The environmental consequences of global conflict and terrorism
CALS Impact Statement
I wish to bring an expanded definition of bio-terrorism to students -- one that explores what happens when whole life-support systems and ecosystem services are terminated -- and will do this in the undergraduate course I currently instruct, Global Conflict and Terrorism. From a research standpoint, I am joining with colleagues to investigate the land use consequences of out-migration resulting from the terrorist attacks on September 11, 2001 and similar attacks on high-profile global cities.
My motivation is the narrow definition of "bio-terrorism" that limits the effects of such behavior to crop damage and epidemics. The environmental impact assessment of "nuclear winter" performed at Cornell nearly 20 years ago argues otherwise and motivates me to explore the multi-scalar effects war and terrorism can have, from land mines and war to whole life support collapse from weapons of mass destruction. As for need, many would argue that we have pushed life support systems of the planet to the "breaking point" and the cumulative injuries of war will tip the balance. A recent regional example of this is the devastation of the Marsh Arab culture in southern Iraq. Terrorism is now a global problem, however. In theory all populations on earth are at risk from bio-terrorism. This concern -- sudden biological catastrophe with little time to adapt or evolve -- is of concern to national governments, their military planners, to humanitarian advocates, and of course to biologists and ecologists seeking to enhance biodiversity rather than end it. It is of concern to educators committed to fostering new generations of adults who will help prevent bio-terrorism.
I have assumed teaching responsibility for the Cornell course on Global Conflict and Terrorism (which I helped originate in 2002). I have networked with other institutions where similar courses are offered and consulted experts on bio-terrorism at Cornell and elsewhere in order to expand this portion of the course. I intend to co-author an article in the Journal of Higher Education on teaching college courses on this subject. I have completed a co-authored working paper on the out-migration effects of September 11, 2001 on New York City and surrounding areas and am investigating further the land use consequences of such an exodus.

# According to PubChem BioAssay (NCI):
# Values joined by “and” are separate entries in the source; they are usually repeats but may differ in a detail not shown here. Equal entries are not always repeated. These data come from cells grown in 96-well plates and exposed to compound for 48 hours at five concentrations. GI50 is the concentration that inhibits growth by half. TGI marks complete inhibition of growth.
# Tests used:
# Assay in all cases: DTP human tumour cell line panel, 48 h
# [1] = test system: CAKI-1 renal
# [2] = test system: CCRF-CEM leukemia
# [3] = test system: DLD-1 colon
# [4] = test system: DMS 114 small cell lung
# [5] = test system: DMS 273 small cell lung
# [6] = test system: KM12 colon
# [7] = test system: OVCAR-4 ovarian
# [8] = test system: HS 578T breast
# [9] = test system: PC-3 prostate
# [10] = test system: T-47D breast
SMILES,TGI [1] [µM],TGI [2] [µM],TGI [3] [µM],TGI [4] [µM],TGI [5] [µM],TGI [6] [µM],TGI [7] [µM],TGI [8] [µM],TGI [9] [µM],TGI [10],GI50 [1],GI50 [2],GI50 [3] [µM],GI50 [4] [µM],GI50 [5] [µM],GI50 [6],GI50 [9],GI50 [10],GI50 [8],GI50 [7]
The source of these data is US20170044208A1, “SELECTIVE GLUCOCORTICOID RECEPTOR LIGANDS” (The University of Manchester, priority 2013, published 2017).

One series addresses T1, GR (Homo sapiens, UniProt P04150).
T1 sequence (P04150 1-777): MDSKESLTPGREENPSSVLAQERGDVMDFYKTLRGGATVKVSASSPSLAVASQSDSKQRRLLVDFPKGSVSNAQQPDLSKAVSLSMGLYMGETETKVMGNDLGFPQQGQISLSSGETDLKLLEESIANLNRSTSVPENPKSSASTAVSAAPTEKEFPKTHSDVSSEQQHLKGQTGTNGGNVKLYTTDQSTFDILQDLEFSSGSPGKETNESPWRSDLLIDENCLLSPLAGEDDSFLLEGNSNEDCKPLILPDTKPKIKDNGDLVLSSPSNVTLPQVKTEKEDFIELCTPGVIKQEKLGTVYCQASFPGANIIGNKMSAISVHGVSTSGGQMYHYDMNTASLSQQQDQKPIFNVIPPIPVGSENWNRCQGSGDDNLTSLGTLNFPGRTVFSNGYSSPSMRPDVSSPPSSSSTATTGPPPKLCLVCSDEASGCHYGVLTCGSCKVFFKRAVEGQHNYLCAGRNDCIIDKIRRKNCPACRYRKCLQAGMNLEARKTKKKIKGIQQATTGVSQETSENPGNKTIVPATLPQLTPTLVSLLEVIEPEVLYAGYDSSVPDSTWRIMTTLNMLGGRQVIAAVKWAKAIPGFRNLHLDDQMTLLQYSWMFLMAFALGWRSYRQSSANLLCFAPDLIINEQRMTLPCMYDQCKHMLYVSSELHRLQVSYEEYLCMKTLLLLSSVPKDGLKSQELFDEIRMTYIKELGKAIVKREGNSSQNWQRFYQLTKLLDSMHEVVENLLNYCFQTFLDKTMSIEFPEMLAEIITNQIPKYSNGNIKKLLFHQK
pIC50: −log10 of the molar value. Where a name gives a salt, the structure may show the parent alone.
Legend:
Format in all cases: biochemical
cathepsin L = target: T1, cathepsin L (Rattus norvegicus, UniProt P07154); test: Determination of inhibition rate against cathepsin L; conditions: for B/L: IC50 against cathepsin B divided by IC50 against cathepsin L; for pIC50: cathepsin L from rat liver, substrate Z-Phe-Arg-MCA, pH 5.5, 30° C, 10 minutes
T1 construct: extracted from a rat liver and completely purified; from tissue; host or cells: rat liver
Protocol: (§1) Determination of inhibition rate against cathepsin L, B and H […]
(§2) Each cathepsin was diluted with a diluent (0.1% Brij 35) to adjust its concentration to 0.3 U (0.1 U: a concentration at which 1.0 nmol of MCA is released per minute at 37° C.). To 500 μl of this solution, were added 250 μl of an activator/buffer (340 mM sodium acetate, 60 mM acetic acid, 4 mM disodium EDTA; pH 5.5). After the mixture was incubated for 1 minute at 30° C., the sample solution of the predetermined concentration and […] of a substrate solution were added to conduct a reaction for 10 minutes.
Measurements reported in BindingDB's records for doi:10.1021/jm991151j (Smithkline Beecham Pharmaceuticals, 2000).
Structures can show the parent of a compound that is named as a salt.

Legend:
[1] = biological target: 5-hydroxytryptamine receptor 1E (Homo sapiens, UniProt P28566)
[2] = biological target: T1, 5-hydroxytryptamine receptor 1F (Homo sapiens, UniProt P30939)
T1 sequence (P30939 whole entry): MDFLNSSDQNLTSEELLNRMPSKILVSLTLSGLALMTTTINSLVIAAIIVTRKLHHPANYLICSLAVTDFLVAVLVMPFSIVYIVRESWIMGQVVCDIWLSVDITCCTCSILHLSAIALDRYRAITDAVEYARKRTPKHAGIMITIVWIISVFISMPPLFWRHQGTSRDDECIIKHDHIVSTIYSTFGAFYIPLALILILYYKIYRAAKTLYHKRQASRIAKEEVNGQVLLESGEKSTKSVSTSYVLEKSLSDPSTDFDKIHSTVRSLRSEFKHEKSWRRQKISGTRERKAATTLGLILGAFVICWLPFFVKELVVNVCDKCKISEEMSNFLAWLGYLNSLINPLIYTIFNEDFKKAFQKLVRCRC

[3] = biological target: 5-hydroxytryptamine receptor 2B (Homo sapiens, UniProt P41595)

The public media generated many reports of housing and business effects from September 11, 2001, a literature my colleagues and I have gathered and summarized. We added to this literature the results of the 2004 and 2003 Empire State Poll in which New York State residents were asked about their reasons for moving and destinations after September 11, 2001. We have initially found that rural New Yorkers are now more likely to remain in places distant from high-profile centers and, contrary to expectations, most urban residents in the state feel safer remaining among family, friends, employers, and secure social networks should further terrorism befall them. Readers of our publication (submitted to Planning, the journal of the American Planning Association) who are planners may conclude from this that emergency planning precautions in rural areas is not necessary. 50 students at Cornell taking my course on terrorism are certainly better prepared to describe and articulate broad-guage bio-physical impacts of bio-terrorism.